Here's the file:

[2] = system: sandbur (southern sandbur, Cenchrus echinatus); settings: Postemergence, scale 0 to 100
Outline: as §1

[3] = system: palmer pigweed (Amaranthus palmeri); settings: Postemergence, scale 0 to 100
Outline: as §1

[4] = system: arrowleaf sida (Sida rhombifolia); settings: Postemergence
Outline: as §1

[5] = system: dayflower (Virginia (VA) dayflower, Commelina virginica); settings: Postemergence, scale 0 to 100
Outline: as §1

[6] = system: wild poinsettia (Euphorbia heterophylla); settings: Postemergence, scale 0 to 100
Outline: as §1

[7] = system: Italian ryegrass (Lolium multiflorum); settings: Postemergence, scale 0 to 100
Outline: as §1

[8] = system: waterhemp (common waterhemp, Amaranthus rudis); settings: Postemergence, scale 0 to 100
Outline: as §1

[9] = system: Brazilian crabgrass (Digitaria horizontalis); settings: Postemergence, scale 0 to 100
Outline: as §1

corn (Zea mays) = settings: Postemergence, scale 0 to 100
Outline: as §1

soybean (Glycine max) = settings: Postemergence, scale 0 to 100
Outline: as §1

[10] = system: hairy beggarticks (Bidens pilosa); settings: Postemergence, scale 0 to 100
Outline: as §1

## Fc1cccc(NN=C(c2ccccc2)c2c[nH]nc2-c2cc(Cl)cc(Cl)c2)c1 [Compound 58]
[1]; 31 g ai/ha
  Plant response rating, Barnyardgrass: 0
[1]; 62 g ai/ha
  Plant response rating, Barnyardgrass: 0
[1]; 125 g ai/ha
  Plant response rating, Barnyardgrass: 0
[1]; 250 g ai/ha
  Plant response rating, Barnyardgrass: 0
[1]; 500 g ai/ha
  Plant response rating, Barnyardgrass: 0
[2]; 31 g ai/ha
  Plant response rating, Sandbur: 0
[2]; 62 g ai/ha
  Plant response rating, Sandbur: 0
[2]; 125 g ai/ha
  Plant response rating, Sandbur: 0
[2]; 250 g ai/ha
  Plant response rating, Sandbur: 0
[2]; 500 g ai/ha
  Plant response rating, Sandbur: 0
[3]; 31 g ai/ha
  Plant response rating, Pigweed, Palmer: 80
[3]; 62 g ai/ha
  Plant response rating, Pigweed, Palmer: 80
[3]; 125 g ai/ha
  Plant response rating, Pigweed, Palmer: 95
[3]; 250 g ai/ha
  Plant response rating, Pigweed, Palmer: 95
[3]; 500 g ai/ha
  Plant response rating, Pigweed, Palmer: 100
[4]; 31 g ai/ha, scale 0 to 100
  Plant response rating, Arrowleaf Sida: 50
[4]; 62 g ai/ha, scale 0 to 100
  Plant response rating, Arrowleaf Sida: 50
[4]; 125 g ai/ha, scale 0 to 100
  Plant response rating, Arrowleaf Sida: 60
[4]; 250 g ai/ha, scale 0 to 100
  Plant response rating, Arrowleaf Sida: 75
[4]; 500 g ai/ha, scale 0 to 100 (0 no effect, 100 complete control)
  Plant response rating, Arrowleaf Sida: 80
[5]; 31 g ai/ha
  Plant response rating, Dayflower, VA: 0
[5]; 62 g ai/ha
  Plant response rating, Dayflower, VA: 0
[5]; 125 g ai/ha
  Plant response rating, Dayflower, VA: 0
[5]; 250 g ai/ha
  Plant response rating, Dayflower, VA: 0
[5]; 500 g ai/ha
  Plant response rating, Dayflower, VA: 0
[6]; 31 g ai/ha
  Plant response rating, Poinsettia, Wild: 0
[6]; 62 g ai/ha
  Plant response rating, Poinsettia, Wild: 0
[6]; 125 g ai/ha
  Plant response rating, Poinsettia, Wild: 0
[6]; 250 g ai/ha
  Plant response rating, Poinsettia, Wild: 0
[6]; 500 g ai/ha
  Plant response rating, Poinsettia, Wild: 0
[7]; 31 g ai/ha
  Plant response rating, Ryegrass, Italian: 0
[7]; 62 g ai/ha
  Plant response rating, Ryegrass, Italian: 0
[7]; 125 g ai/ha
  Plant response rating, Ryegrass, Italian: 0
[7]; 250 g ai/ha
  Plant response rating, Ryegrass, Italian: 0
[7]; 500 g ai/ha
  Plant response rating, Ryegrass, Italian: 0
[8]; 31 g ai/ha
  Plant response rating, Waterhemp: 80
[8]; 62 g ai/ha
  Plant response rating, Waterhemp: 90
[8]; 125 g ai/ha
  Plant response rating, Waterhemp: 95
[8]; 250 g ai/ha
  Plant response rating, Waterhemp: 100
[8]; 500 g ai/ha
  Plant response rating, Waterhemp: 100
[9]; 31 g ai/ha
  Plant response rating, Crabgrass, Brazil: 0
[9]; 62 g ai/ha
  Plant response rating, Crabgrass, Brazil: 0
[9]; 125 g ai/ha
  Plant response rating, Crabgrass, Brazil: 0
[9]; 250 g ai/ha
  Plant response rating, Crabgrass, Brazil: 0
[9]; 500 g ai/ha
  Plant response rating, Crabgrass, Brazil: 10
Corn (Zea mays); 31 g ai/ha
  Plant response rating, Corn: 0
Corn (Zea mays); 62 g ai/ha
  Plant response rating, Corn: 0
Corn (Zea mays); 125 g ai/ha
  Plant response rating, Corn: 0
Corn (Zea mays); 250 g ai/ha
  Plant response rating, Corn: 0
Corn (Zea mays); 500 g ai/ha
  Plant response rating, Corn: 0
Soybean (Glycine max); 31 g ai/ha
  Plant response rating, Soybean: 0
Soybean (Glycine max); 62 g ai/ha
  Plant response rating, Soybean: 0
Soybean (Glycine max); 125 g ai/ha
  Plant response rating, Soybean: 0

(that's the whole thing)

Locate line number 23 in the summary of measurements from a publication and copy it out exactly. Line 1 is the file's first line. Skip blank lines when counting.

## Fc1cccc(NN=C(c2ccccc2)c2c[nH]nc2-c2cc(Cl)cc(Cl)c2)c1 [Compound 58]